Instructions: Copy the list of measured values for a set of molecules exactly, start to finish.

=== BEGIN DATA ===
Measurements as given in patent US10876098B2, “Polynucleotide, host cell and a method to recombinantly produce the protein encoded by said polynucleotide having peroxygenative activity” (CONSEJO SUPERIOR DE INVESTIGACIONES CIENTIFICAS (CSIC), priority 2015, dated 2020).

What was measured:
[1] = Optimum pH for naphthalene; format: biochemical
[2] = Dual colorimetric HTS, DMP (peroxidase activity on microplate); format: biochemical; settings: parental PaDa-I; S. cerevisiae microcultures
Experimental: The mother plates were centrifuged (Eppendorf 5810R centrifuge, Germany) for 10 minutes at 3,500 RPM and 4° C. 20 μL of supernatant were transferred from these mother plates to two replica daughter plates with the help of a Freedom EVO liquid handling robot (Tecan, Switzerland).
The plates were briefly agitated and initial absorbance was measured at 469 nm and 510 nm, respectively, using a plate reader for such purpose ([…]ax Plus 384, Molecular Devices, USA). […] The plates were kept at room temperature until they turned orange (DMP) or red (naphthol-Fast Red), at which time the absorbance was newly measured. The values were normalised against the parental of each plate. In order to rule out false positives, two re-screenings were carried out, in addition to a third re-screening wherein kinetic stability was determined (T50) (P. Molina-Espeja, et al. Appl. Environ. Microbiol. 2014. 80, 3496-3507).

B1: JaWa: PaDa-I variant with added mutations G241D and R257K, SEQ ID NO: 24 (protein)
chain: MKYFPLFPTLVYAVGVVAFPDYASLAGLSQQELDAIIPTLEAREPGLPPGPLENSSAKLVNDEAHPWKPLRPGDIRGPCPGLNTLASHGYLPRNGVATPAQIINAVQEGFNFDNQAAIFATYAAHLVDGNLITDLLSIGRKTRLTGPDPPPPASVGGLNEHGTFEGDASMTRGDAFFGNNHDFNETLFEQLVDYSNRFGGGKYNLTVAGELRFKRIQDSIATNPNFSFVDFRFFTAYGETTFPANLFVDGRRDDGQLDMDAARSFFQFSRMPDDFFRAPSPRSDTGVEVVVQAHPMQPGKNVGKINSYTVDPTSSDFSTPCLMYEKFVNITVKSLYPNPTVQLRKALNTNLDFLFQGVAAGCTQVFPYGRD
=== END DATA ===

Measurements as given in patent US10876098B2, “Polynucleotide, host cell and a method to recombinantly produce the protein encoded by said polynucleotide having peroxygenative activity” (CONSEJO SUPERIOR DE INVESTIGACIONES CIENTIFICAS (CSIC), priority 2015, dated 2020).

What was measured:
[1] = Optimum pH for naphthalene; format: biochemical
[2] = Dual colorimetric HTS, DMP (peroxidase activity on microplate); format: biochemical; settings: parental PaDa-I; S. cerevisiae microcultures
Experimental: The mother plates were centrifuged (Eppendorf 5810R centrifuge, Germany) for 10 minutes at 3,500 RPM and 4° C. 20 μL of supernatant were transferred from these mother plates to two replica daughter plates with the help of a Freedom EVO liquid handling robot (Tecan, Switzerland).
The plates were briefly agitated and initial absorbance was measured at 469 nm and 510 nm, respectively, using a plate reader for such purpose ([…]ax Plus 384, Molecular Devices, USA). […] The plates were kept at room temperature until they turned orange (DMP) or red (naphthol-Fast Red), at which time the absorbance was newly measured. The values were normalised against the parental of each plate. In order to rule out false positives, two re-screenings were carried out, in addition to a third re-screening wherein kinetic stability was determined (T50) (P. Molina-Espeja, et al. Appl. Environ. Microbiol. 2014. 80, 3496-3507).

B1: JaWa: PaDa-I variant with added mutations G241D and R257K, SEQ ID NO: 24 (protein)
chain: MKYFPLFPTLVYAVGVVAFPDYASLAGLSQQELDAIIPTLEAREPGLPPGPLENSSAKLVNDEAHPWKPLRPGDIRGPCPGLNTLASHGYLPRNGVATPAQIINAVQEGFNFDNQAAIFATYAAHLVDGNLITDLLSIGRKTRLTGPDPPPPASVGGLNEHGTFEGDASMTRGDAFFGNNHDFNETLFEQLVDYSNRFGGGKYNLTVAGELRFKRIQDSIATNPNFSFVDFRFFTAYGETTFPANLFVDGRRDDGQLDMDAARSFFQFSRMPDDFFRAPSPRSDTGVEVVVQAHPMQPGKNVGKINSYTVDPTSSDFSTPCLMYEKFVNITVKSLYPNPTVQLRKALNTNLDFLFQGVAAGCTQVFPYGRD